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Scanned key features:
- Organic wavetable oscillator
- First hardware implementation of scanned synthesis
- Four Hammer shapes with interpolation
- Available in black or silver panels
- Width: 16HP
- Current draw: +12v = 100mA, -12v = 13mA
- Module depth: 22mm (skiff-friendly)
If there are two things that you can say about QU-Bit, it’s that the company has a wonderful habit of presenting modules which are just a little bit different, while maintaining a build quality which is up there with the best. However, the prospect of this new wavetable oscillator isn’t quite what you might expect from the humble description.
According to QU-Bit, Scanned is an organic wavetable oscillator, which uses a technique previously unexplored in hardware to animate wavetables that are created in real time. This process is known as Scanned Synthesis and it appears to be the first time this technology has been implemented in hardware.
Creating the opening salvo from Scanned begins with various virtual Objects, which are tied together on a virtual string. These objects are described as physical properties, such as Mass, Stiffness and Damping, all of which have an effect on the way that the tone is produced.
Decrease each of these to zero, and after some decaying of amplitude, the result is silence. The ‘organic’ nature becomes clear as slight alteration of the object pots interplay against each other and sounds emerge and decay. Identifying which of the three elements are at work is visually indicated via three flickering LEDs.
The quality of what we hear can be soft at times, while greater application yields very FM-like tones. The unpredictable nature of Scanned is endearing and movement of pots, all of which are available to external CV control, creates some stunningly beautiful and gnarly timbre. There is also a sense that each movement takes a moment to adjust and settle as the virtual objects realign themselves on the string.
There’s a greater element of control available through the Excite button. The effect can be heard immediately or triggered via a pulse. Excite animates the timbre, where the Objects are morphed into the currently selected Hammer shape, which is selected via the appropriately named pot.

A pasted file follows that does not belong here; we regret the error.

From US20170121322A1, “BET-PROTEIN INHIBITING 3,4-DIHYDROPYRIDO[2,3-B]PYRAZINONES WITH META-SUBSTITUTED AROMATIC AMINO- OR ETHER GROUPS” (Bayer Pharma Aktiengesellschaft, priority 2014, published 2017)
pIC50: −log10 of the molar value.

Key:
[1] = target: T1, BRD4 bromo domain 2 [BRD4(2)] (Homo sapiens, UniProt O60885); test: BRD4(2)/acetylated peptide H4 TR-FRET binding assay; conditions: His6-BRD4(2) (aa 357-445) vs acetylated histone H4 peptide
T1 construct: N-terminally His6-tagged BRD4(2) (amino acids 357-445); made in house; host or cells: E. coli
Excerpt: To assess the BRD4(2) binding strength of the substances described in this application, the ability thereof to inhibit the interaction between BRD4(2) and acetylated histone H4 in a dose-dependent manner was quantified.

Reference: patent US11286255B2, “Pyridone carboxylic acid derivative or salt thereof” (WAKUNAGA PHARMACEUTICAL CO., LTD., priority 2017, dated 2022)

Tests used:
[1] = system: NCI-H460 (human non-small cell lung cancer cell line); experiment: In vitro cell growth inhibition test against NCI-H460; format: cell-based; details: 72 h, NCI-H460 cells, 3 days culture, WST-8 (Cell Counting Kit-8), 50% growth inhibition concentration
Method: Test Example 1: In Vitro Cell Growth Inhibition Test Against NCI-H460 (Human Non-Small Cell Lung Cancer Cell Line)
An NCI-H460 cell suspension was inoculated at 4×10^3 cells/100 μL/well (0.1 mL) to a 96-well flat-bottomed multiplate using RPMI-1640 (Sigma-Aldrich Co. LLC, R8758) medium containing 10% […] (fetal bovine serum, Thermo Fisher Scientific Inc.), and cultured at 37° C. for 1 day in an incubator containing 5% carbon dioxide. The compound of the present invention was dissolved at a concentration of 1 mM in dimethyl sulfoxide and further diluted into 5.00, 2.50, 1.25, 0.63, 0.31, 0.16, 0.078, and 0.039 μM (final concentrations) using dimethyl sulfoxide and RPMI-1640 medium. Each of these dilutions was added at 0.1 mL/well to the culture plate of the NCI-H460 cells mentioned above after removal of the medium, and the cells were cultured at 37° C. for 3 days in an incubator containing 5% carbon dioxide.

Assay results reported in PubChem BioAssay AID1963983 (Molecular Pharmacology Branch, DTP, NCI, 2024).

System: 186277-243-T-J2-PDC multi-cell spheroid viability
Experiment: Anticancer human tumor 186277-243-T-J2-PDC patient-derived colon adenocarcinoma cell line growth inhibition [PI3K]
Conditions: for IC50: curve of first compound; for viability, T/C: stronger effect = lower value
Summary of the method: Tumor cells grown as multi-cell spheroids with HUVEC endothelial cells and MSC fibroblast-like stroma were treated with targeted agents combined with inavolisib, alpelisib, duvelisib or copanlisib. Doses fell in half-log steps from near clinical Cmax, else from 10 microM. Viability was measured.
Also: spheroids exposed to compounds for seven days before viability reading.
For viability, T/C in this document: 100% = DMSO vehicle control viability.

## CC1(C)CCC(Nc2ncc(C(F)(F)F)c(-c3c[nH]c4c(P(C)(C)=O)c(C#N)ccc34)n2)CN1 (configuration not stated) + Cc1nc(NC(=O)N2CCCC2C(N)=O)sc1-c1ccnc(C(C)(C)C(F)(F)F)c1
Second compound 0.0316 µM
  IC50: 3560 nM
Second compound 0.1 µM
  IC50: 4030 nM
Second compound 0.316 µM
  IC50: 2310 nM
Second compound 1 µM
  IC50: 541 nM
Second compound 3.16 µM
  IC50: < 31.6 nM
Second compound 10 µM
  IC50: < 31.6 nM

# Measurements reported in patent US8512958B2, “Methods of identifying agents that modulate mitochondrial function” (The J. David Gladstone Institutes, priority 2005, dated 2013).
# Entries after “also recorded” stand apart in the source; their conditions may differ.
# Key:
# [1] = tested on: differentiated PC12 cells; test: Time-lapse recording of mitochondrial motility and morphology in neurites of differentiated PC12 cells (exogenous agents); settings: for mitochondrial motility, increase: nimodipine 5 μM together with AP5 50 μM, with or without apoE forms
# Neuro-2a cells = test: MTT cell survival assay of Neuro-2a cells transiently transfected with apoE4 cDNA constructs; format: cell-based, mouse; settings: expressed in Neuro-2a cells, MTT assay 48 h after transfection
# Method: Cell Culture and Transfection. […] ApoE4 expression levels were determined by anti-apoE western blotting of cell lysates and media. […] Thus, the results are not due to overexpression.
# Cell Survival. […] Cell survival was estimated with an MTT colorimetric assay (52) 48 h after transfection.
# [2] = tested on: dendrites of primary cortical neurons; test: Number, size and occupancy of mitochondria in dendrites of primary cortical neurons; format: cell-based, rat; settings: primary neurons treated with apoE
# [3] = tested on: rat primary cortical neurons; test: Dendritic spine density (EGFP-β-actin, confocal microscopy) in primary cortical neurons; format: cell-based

These shapes run from sine and saw through to noise, with the amount of excitation being open to control. This creates a real sense of movement in the emitted texture, and while there seem to be consistencies with each repeat, you can hear the real-time nature of the operation; it’s almost like having an analogue oscillator, with digital tones.
While running Scanned in a sequenced setting, it became a fascination to try and work out exactly which element was informing or altering another. The real-time nature of what it’s doing, coupled with the fuzziness of sonic characteristics, made me quickly give up trying to categorise it; instead being entranced by its beautiful sonic character. This oscillator is very at home as a different flavour within a system, while also offering plenty of scope for use in a drone-based capacity.
It can sound very digital and subtle, often like a tamed-circa-1983 FM-styled machine, but it can also sound quite distorted and out of control. If you like modular, the chances are you’ll be drawn to the concept of creating sounds which are different and can be placed under varying degrees of CV control. There’s plenty to enjoy here, mainly because of its interesting sonic makeup, but also because it’s got a sense of unpredictability about it.
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